Even in an industry as old as jewelry making, new ideas can still make a big difference during the holiday shopping season.
Case in point, the Dancing Diamond, a piece of jewelry from what's called the Heartbeat collection, one of the new items being sold at Castiglione Jewelers in Gloversville.
"It's really ingenious that none ever really thought of the way they have this diamond set in there before," Castiglione President Andy Castiglione said.
Andy Castiglione, left, president of Castiglione Jewelers of Gloversville, shows customer Jessica Carbone of Mayfield one of the Heartbeat Diamond Collection necklaces featured at the store Tuesday.
The Leader-Herald/Bill Trojan
Castiglione explained that in the past, necklaces similar to the Dancing Diamond would have been made using a laser to drill a hole in the diamond, through which a platinum wire would be strung.
"However, the diamond is harder and sharper than the platinum, so when they wiggled the diamond would cut through the platinum wire, and people would have problems with that," he said. "Whereas with [the Dancing Diamond] the diamond is within a setting itself and has four prongs holding it in and then has a wire going across, kind of like a rivet wire, and it pivots on that wire. The diamond is suspended in the pendant and it looks like it's floating there and it will actually wiggle back and forth, so that whenever the girl who's wearing it moves it will move with her, which makes it sparkle and shine from every angle."?
Castiglione said so far this year, his business has been up over last year, but not in November, which he said has been slow. He's hoping products like the Dancing Diamond will turn things around for the holiday shopping season.
For Amy Karas, owner of Johnstown furniture store Ruby & Quiri, it isn't a new product so much as a new business within her business that's she's hoping will draw in new customers this season. Karas said she's carved out a 12 by 24 square foot space within her furniture store for a new clothing and crafts store called "Peg's Boutique at Ruby & Quiri." Karas said her mother Peg operated a women's boutique out of their home in Glen for years, which inspired her to create this new venture. She said she's hoping it will bring in more female customers to the furniture store.
"We've tried to include hard to find items in this area to help keep people shopping local," she said. "We have leather hand bags. We have five or six local artist's work, from sculptures to paintings on canvas to jewelry. We have flatware and hand-blown wine glasses. We have one woman who paints on glasses. We have scarves and sweaters. It brings women into the store. It's a fun little boutique."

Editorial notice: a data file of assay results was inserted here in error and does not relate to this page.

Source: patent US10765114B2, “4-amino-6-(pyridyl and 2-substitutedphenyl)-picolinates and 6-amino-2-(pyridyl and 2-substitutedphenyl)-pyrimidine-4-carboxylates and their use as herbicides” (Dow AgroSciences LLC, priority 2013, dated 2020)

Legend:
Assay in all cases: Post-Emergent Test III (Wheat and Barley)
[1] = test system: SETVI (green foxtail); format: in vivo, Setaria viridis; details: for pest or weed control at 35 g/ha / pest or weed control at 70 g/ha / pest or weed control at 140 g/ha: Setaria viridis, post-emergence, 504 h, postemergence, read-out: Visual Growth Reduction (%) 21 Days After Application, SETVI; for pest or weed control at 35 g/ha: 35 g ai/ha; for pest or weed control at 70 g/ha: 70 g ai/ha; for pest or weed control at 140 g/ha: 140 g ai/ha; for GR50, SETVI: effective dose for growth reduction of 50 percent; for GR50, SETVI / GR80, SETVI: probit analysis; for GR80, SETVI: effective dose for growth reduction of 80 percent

Ted Potrikus, the vice president of the New York state Retail Council, said many retailers are in a similar position this season, seeing delayed shopping because of the late Thanksgiving and bracing for the possibility of bad weather.
"I think, nationally, most of the analysts are pegging this season for a 2 to 3 percent annual increase over last year, and I don't see why it should be any different here. So, I would say modest increase, if the weather cooperates,"?he said.
Potrikus said bad weather always has the potential to drive customers indoors, where they will shop online.
"It used to be shopping would migrate to the catalogs, but now you can get next day shopping right up to the very end, it's a little bit harder for bricks-and-mortar retailers to get back those bad weather days," he said. "People are also so busy this time of year they can't get out to go shopping until 11 p.m., which is why the stores stay open later, but by that time people are in their pajamas and shopping at their computers."
Patty Locatelli, the manager of local bookstore Mysteries on Main Street in Johnstown, said her business has switched to holiday shopping hours and has online shopping options at its website mysteriesonmainstreet.com. Locatelli said Mysteries on Main Street also sells e-books, books that exist only in digital form, through a system called kobo. Kobo is an e-reader system aimed at providing small independent book stores the same e-book capabilities as the big box book sellers, as well as online giant amazon.com.
But Locatelli said the vast majority of Mysteries on Main Street's customers want physical paper books, particulary books by local authors like Don Williams and Bob Cudmore.
"We try to keep all of the local history stuff in around this time of year, which is a challenge because those among the hottest sellers here because we're one of the few places that sell things like that."?
Potrikus said earlier this year the Retail Council started a "soft launch" for a website called "ishopny.com", aimed at helping independent retailers use technology to compete with the large chain stores.
"It's an ambitious task on our part and we're committed to providing this as a place where people can find local retailers. The website's operative now, but we're looking forward to expanding it during 2014," he said.